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The World of Interiors

The World of Interiors July 2018

Get The World of Interiors digital magazine subscription today for the most influential and wide-ranging design and decoration magazine you can buy. Inspiring, uplifting and unique, it is essential reading for design professionals, as well as for demanding enthusiasts craving the best design, photography and writing alongside expert book reviews, round-ups of the finest new merchandise, plus comprehensive previews and listings of international art exhibitions.

Pays:
United Kingdom
Langue:
English
Éditeur:
Conde Nast Publications Ltd
Fréquence:
Monthly
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12 Numéros

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3 min.
milanantennae

1 The ‘Act III’ collection from New York design studio Apparatus is weighty in more than one sense. The 26 pieces made from heavy materials like brass and semi-precious stones (from $900) are co-founder Gabriel Hendifar’s attempt to create a tangible link with his Iranian heritage – descended from a refugee, his only encounters have been at a distance. Ring 001 646 527 9732, or visit apparatusstudio.com. 2 Hermès’ monumental Moroccantile-clad installation was a draw – as were many of the products it housed. Shown is ‘Orizaba’, one of Miguel Castro Lenero’s three limitededition, block-printed cashmere blankets embroidered with glass beads; they draw on his artistic practice and the company’s horsey heritage. Each 1.5 × 2m blanket costs £13,050 approx. Visit hermes.com. 3 Nilufar came up trumps again. Among the superlative designs…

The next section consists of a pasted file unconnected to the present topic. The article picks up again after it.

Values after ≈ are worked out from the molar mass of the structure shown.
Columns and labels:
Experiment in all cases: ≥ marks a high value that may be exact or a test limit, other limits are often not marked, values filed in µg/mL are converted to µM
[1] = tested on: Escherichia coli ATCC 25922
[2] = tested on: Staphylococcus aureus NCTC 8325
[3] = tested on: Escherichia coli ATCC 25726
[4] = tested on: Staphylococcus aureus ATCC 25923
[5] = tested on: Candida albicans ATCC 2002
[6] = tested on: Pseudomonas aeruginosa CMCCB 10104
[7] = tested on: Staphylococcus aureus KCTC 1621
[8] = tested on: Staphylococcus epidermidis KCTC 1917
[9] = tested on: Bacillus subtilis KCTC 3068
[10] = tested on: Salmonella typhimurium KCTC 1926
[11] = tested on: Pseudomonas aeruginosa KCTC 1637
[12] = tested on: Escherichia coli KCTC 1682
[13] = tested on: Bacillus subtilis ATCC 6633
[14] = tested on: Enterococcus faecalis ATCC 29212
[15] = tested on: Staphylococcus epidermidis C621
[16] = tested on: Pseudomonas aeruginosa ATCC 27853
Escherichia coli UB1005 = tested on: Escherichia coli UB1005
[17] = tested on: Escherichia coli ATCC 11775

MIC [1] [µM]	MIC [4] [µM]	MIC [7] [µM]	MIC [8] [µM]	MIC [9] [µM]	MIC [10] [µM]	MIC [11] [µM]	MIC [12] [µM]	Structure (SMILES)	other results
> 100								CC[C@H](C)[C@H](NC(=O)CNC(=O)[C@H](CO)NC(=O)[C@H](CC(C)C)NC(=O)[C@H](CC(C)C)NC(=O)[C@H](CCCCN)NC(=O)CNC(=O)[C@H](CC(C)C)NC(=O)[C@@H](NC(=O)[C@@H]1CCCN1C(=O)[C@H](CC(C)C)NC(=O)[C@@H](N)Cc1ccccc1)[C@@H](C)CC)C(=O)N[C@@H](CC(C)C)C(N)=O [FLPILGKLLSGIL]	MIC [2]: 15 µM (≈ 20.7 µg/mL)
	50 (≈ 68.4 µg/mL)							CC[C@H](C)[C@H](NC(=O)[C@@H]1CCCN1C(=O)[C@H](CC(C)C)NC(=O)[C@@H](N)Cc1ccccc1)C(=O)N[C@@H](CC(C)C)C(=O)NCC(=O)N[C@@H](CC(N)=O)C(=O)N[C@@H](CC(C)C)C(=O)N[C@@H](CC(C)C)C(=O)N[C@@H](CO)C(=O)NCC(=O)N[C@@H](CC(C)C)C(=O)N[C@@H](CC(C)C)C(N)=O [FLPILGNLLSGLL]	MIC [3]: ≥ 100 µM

1 min.
back to black

1 min.
antennae roundup

5 min.
books

PARADISE GARDENS: THE WORLD’S MOST BEAUTIFUL ISLAMIC GARDENS (by Monty Don; Two Roads, rrp £35) In this book, published to complement his BBC2 series of the same name, Monty Don tells us that, though the concept of heaven as a garden goes back to ancient Babylon, the first reference to the word paradise comes from the old Persian pairidaeza, which has a very specific meaning: an enclosed garden filled with fruit trees. Persian gardens were very ordered, divided into quarters (four is a magic and sacred number) by paths or rills of running water with a central fountain, thereby reflecting the four rivers of heaven: water, milk, honey and wine. Sour cherry, pomegranate and almond trees were grown in deeply sunken beds so that the tops of the trees were…

4 min.
serious pursuits

Imagine a place where, within an hour and for free, you could see Captain Scott’s skis, a stuffed dodo, a living jellyfish, a 21st-dynasty mummy and a lute that (almost) belonged to James Joyce. That’s the idea behind the Horniman Museum, set in a leafy corner of southeast London and founded in 1901 in order to ‘bring the world to Forest Hill’. Mission complete, then. But it doesn’t stop there – ON 29 JUNE, the museum’s new WORLD GALLERY opens to the public, putting even more of its huge collection of anthropological artefacts on view. The culmination of five years’ work, the new displays explore how we interact with objects and ask us to question our understanding of the planet and its inhabitants, aided by the prow of a Libyan…

1 min.
shining knights